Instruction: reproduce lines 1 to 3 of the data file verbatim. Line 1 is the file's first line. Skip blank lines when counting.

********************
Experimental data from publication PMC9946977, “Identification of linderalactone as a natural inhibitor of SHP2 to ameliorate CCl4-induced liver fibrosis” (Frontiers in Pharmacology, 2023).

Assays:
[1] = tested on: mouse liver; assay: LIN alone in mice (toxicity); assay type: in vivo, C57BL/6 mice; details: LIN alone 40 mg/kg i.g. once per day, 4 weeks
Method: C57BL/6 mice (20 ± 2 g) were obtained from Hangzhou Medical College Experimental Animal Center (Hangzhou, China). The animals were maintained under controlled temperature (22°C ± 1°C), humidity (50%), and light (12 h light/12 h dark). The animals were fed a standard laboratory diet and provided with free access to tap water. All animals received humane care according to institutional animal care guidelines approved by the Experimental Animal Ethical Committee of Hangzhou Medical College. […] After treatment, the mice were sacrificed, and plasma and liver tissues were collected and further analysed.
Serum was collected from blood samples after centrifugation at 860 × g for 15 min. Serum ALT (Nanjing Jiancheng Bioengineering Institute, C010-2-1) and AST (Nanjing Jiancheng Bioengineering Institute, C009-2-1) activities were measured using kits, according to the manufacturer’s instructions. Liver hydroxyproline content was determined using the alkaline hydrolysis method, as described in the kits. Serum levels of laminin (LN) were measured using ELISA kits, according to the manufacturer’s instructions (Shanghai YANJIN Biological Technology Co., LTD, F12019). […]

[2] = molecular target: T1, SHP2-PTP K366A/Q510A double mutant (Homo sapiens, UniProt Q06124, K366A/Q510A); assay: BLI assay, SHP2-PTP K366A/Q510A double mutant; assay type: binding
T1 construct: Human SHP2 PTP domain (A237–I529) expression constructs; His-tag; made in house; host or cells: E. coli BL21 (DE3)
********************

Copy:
Experimental data from publication PMC9946977, “Identification of linderalactone as a natural inhibitor of SHP2 to ameliorate CCl4-induced liver fibrosis” (Frontiers in Pharmacology, 2023).

Assays:
[1] = tested on: mouse liver; assay: LIN alone in mice (toxicity); assay type: in vivo, C57BL/6 mice; details: LIN alone 40 mg/kg i.g. once per day, 4 weeks